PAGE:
My latest blog on The New Internationalist:
For 13 long years she endured the beatings. It wasn’t so rough at first, she says, and every time it happened she hoped with fingers crossed that it would be the last.
One morning, she woke up and realized that finally, she wanted to end her troubled marriage, to stop the beatings and everything else.
Her name is Winnie Penaredondo. She calls herself a survivor and an advocate against violence against women.
I met her one afternoon at the launch of a project for justice and healing aimed at survivors of gender-based violence and organized by the , a news service for women.
Winnie skips the details of her life as a ‘battered wife’. What she stresses is that women who experience violence should realize that they could get out of their situation.
As a survivor-advocate, Winnie is involved in the , which aims to ‘educate and capacitate the various components of judicial systems to be able to deliver rights based and gender sensitive services’, in cases of violence against women.
Under the two-year project, there are various activities ranging from barangay (local government) forums to workshops and training for the judiciary and legal practitioners.
One objective is to educate all genders in the community about violence against women and how to address it together. Most importantly, the project aims to facilitate legal and psychosocial assistance to women victims and survivors, in order to facilitate faster recovery and reintegration.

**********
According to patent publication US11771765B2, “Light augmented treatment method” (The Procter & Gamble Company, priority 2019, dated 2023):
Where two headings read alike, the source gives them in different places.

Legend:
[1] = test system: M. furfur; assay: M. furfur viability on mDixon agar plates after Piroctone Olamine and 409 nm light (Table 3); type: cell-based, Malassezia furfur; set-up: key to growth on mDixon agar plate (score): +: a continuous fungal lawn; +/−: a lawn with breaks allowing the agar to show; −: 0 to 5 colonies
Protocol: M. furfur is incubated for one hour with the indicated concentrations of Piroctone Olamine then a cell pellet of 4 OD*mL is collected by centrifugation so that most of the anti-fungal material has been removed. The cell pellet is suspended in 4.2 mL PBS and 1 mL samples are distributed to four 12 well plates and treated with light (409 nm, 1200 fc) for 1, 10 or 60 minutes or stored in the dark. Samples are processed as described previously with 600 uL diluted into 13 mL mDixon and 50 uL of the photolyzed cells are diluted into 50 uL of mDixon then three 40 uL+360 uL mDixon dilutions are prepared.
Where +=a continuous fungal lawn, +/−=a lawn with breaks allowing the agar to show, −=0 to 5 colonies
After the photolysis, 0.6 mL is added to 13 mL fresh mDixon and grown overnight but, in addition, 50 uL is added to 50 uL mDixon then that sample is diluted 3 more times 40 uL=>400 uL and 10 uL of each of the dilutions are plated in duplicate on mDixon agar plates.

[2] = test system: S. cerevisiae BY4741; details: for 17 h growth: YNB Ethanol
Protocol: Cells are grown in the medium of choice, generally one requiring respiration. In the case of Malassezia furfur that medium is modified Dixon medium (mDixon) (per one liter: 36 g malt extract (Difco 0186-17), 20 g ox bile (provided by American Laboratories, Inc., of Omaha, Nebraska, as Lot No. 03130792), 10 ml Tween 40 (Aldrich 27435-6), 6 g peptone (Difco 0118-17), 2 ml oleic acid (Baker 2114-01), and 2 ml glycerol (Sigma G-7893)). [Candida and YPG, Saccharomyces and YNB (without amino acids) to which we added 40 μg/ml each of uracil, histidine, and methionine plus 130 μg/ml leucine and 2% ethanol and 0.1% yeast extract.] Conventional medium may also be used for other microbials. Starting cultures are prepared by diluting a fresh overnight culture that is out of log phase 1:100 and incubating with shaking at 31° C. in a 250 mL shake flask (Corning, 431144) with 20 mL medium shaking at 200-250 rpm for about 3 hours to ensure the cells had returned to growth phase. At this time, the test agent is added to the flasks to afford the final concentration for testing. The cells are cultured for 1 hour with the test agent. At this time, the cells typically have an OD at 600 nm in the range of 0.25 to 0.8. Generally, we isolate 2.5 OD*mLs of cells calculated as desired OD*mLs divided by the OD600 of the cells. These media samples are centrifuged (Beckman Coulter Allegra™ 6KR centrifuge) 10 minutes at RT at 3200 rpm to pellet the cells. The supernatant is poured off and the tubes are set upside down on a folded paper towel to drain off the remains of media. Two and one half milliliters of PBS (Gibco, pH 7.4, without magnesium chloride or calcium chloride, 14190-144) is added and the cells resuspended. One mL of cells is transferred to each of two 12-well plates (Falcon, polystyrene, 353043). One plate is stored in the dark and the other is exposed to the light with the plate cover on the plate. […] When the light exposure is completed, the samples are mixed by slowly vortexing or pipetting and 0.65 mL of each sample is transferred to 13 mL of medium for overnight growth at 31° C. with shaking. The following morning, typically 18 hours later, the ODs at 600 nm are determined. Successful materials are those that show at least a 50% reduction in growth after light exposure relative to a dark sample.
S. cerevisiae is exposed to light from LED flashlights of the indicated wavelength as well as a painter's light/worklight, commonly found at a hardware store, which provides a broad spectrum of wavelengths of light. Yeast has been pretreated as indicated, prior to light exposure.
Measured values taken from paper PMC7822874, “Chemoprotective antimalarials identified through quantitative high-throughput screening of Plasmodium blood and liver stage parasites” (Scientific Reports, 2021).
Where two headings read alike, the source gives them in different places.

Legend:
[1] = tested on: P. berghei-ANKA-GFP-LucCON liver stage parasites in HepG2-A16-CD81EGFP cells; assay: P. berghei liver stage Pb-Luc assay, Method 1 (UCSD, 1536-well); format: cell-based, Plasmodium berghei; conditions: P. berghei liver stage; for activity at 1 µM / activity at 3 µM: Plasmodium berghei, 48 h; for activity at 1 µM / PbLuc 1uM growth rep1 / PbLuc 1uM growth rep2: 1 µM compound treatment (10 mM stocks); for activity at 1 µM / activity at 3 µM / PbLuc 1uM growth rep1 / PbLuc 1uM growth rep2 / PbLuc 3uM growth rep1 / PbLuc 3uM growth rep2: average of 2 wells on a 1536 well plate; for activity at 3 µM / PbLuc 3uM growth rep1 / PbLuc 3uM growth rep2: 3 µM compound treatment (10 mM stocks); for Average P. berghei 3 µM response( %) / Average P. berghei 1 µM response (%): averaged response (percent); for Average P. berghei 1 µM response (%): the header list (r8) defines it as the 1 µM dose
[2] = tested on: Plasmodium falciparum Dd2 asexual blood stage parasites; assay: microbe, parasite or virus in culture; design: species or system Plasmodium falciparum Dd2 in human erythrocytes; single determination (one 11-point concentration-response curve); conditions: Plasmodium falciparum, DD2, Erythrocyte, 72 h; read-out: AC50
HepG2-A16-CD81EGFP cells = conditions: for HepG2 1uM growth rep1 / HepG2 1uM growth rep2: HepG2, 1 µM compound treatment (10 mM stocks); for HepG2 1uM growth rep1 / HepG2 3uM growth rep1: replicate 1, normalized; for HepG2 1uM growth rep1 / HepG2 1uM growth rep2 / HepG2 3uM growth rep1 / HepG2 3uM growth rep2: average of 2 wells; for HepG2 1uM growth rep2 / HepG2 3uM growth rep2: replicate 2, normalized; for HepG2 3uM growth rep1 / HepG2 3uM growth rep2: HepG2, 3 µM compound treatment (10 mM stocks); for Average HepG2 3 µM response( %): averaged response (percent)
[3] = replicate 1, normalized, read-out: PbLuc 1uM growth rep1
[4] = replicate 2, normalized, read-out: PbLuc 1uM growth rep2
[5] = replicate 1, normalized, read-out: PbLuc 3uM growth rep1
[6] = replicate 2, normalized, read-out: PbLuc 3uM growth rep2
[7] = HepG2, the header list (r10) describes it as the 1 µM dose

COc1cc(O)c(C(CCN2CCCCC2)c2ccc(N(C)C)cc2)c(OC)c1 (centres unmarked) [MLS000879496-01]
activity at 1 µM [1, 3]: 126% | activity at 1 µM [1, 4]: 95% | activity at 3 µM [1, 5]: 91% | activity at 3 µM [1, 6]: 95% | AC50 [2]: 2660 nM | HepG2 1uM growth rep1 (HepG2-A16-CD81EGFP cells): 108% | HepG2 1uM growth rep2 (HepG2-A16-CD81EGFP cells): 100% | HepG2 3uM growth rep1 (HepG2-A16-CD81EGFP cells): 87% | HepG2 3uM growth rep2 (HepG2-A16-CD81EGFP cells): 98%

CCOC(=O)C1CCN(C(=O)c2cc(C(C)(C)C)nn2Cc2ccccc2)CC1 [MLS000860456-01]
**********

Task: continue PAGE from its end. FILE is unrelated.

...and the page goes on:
Winnie recalls that one difficult part of being a battered wife is the feeling of shame and isolation. This, she laments, is what prevents victims from speaking out and seeking help.
In the Philippines, violence against women remains rampant.
According to the 2008 (NDHS) conducted by the government’s statistics office, women aged 15 to 49 have experienced all forms of violence including physical, sexual, emotional and economic. Specifically, one in five women in this age group has experienced physical violence since age 15.
‘14.4 per cent of married women have experienced physical abuse from their husbands and more than one-third or 37 per cent of separated or widowed women have experienced physical violence, implying that domestic violence could be the reason for separation or annulment,’ the survey said.
For women like Winnie, the fight isn’t over. She says part of her healing is to help others get out of their situation.
And that is what she will keep doing until she is able to help as many victims as she can.
Indeed, violence against women is a story that needs to be told and re-told over and over; not something to be ignored or tucked beneath the quiet sheets of matrimonial beds. It needs to be written about until no woman anywhere in the world shall experience the might of the fist ever again.